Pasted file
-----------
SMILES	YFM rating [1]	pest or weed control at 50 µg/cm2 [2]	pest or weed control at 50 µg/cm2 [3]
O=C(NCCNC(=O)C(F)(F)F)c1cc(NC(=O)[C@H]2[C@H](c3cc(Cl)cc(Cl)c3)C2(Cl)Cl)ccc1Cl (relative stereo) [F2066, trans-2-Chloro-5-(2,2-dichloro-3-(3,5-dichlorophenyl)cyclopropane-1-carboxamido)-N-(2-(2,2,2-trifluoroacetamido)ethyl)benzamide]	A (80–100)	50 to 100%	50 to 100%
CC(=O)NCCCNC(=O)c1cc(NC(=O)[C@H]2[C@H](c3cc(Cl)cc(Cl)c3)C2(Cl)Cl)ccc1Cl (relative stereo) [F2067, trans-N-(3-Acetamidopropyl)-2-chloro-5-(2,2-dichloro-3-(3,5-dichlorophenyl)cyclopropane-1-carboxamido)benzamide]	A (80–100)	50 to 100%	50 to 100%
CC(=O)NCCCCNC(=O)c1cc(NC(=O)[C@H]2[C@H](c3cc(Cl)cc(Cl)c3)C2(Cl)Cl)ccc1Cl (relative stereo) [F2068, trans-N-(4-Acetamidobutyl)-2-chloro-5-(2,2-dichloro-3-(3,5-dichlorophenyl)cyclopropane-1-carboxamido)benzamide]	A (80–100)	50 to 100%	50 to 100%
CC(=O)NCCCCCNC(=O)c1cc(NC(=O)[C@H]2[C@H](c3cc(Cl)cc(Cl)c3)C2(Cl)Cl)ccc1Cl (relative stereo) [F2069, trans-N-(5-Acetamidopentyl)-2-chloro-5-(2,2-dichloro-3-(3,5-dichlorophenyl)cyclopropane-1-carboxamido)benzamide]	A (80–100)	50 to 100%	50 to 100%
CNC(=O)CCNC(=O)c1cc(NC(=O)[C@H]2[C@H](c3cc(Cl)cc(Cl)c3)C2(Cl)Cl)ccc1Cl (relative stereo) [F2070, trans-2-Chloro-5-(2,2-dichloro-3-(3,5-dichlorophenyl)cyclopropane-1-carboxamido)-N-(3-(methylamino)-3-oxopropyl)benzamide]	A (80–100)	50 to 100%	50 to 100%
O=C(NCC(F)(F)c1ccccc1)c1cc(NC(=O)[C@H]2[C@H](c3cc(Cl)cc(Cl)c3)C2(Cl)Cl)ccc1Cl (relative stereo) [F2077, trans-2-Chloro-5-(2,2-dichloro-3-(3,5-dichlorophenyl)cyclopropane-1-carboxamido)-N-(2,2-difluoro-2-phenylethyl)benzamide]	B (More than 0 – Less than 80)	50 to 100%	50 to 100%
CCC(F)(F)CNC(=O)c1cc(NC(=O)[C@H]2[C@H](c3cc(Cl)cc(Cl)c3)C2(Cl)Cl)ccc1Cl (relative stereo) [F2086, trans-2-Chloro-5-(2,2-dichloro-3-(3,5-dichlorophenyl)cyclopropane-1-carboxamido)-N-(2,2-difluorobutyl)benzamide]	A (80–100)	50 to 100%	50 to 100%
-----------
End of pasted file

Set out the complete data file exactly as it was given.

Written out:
SMILES	YFM rating [1]	pest or weed control at 50 µg/cm2 [2]	pest or weed control at 50 µg/cm2 [3]
O=C(NCCNC(=O)C(F)(F)F)c1cc(NC(=O)[C@H]2[C@H](c3cc(Cl)cc(Cl)c3)C2(Cl)Cl)ccc1Cl (relative stereo) [F2066, trans-2-Chloro-5-(2,2-dichloro-3-(3,5-dichlorophenyl)cyclopropane-1-carboxamido)-N-(2-(2,2,2-trifluoroacetamido)ethyl)benzamide]	A (80–100)	50 to 100%	50 to 100%
CC(=O)NCCCNC(=O)c1cc(NC(=O)[C@H]2[C@H](c3cc(Cl)cc(Cl)c3)C2(Cl)Cl)ccc1Cl (relative stereo) [F2067, trans-N-(3-Acetamidopropyl)-2-chloro-5-(2,2-dichloro-3-(3,5-dichlorophenyl)cyclopropane-1-carboxamido)benzamide]	A (80–100)	50 to 100%	50 to 100%
CC(=O)NCCCCNC(=O)c1cc(NC(=O)[C@H]2[C@H](c3cc(Cl)cc(Cl)c3)C2(Cl)Cl)ccc1Cl (relative stereo) [F2068, trans-N-(4-Acetamidobutyl)-2-chloro-5-(2,2-dichloro-3-(3,5-dichlorophenyl)cyclopropane-1-carboxamido)benzamide]	A (80–100)	50 to 100%	50 to 100%
CC(=O)NCCCCCNC(=O)c1cc(NC(=O)[C@H]2[C@H](c3cc(Cl)cc(Cl)c3)C2(Cl)Cl)ccc1Cl (relative stereo) [F2069, trans-N-(5-Acetamidopentyl)-2-chloro-5-(2,2-dichloro-3-(3,5-dichlorophenyl)cyclopropane-1-carboxamido)benzamide]	A (80–100)	50 to 100%	50 to 100%
CNC(=O)CCNC(=O)c1cc(NC(=O)[C@H]2[C@H](c3cc(Cl)cc(Cl)c3)C2(Cl)Cl)ccc1Cl (relative stereo) [F2070, trans-2-Chloro-5-(2,2-dichloro-3-(3,5-dichlorophenyl)cyclopropane-1-carboxamido)-N-(3-(methylamino)-3-oxopropyl)benzamide]	A (80–100)	50 to 100%	50 to 100%
O=C(NCC(F)(F)c1ccccc1)c1cc(NC(=O)[C@H]2[C@H](c3cc(Cl)cc(Cl)c3)C2(Cl)Cl)ccc1Cl (relative stereo) [F2077, trans-2-Chloro-5-(2,2-dichloro-3-(3,5-dichlorophenyl)cyclopropane-1-carboxamido)-N-(2,2-difluoro-2-phenylethyl)benzamide]	B (More than 0 – Less than 80)	50 to 100%	50 to 100%
CCC(F)(F)CNC(=O)c1cc(NC(=O)[C@H]2[C@H](c3cc(Cl)cc(Cl)c3)C2(Cl)Cl)ccc1Cl (relative stereo) [F2086, trans-2-Chloro-5-(2,2-dichloro-3-(3,5-dichlorophenyl)cyclopropane-1-carboxamido)-N-(2,2-difluorobutyl)benzamide]	A (80–100)	50 to 100%	50 to 100%